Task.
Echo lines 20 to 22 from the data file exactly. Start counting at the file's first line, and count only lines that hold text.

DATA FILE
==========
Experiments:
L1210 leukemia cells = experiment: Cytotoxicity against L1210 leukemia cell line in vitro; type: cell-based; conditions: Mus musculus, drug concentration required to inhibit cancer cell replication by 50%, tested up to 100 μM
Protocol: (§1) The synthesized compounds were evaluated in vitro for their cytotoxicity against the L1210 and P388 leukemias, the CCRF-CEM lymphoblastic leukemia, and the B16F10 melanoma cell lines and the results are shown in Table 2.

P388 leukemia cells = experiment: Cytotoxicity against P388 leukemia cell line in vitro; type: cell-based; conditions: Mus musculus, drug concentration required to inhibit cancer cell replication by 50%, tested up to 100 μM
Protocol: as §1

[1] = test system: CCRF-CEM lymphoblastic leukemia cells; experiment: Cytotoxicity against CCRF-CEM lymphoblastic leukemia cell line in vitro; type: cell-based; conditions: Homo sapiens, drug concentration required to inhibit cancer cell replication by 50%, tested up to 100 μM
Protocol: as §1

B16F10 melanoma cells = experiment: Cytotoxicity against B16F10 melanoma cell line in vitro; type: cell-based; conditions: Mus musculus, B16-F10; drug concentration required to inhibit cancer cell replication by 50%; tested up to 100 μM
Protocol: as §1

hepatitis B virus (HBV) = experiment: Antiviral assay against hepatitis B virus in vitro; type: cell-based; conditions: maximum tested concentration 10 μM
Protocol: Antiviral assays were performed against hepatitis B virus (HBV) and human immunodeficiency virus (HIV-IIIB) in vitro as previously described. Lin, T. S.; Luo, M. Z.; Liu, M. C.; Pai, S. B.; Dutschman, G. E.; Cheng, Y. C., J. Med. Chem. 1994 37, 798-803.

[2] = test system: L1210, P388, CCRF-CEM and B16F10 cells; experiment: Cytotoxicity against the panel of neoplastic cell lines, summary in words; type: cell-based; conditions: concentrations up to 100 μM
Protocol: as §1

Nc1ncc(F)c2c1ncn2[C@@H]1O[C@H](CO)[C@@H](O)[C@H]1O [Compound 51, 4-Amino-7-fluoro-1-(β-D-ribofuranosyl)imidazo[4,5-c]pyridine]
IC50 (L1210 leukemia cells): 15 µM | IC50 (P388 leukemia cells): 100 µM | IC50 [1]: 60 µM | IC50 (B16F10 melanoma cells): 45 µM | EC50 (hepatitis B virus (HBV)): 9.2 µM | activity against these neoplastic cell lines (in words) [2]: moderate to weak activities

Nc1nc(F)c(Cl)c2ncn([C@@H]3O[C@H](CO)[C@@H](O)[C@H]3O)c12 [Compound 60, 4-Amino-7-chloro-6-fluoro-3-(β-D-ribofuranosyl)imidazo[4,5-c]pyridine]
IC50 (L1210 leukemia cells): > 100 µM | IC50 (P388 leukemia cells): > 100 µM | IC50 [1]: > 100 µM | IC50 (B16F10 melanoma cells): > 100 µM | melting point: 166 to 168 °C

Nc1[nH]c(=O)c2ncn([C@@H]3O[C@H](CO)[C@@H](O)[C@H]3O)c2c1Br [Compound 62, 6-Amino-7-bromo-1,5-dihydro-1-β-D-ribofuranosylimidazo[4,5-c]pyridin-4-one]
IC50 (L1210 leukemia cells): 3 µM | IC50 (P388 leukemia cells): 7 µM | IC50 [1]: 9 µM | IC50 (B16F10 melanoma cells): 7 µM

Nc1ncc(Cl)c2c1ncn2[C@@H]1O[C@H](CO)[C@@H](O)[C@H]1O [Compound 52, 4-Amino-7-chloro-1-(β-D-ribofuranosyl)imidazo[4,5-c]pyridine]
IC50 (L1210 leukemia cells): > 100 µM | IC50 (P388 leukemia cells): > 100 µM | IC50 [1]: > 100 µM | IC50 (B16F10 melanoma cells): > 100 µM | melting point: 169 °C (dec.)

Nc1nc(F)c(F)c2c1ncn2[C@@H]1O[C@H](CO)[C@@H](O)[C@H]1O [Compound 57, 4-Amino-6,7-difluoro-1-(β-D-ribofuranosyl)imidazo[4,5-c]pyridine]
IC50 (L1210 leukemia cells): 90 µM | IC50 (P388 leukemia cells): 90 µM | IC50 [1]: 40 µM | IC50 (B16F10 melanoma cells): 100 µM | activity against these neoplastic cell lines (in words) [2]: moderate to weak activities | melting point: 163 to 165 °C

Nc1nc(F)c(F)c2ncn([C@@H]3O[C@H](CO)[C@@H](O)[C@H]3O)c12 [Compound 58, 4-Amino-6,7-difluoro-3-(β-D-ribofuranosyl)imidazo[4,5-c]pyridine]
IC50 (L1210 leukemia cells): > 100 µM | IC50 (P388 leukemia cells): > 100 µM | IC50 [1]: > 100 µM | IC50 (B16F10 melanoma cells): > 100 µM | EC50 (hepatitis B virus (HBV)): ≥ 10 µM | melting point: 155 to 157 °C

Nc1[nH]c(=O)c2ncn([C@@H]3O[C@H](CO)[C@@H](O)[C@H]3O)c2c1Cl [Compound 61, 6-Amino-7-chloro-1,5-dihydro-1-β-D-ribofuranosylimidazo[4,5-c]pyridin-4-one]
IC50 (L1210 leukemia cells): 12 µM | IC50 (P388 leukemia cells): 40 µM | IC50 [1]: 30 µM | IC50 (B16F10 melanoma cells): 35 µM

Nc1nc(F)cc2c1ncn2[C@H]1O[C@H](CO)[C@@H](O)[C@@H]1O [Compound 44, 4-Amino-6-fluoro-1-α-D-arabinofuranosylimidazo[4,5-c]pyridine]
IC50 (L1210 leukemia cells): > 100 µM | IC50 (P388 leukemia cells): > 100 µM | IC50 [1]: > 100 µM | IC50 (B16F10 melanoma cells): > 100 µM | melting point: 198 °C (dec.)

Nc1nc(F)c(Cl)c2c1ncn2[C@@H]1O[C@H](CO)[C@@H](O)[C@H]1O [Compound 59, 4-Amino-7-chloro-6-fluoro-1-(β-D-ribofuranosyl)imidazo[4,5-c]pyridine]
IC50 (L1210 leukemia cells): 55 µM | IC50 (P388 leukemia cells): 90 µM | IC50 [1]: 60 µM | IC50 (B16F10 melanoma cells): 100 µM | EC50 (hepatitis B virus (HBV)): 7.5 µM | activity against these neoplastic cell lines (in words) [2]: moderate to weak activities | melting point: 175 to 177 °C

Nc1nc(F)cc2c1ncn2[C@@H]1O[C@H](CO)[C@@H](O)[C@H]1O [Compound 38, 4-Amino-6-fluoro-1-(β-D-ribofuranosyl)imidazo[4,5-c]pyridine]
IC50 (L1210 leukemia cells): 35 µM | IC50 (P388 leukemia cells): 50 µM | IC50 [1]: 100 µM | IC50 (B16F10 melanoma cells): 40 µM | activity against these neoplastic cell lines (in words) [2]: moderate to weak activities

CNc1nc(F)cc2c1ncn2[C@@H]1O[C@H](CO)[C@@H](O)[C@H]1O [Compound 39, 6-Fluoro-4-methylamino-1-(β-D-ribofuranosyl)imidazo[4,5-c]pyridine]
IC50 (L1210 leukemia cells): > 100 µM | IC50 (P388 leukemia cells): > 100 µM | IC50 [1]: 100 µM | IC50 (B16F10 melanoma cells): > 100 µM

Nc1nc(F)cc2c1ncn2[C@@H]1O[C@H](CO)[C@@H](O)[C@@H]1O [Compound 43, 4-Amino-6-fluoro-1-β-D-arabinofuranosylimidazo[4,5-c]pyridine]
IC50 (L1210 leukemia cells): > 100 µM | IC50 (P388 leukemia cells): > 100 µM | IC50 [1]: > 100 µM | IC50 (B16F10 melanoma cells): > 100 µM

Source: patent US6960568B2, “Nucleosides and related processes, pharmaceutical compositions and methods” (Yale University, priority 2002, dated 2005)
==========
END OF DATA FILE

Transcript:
Nc1ncc(Cl)c2c1ncn2[C@@H]1O[C@H](CO)[C@@H](O)[C@H]1O [Compound 52, 4-Amino-7-chloro-1-(β-D-ribofuranosyl)imidazo[4,5-c]pyridine]
IC50 (L1210 leukemia cells): > 100 µM | IC50 (P388 leukemia cells): > 100 µM | IC50 [1]: > 100 µM | IC50 (B16F10 melanoma cells): > 100 µM | melting point: 169 °C (dec.)

Nc1nc(F)c(F)c2c1ncn2[C@@H]1O[C@H](CO)[C@@H](O)[C@H]1O [Compound 57, 4-Amino-6,7-difluoro-1-(β-D-ribofuranosyl)imidazo[4,5-c]pyridine]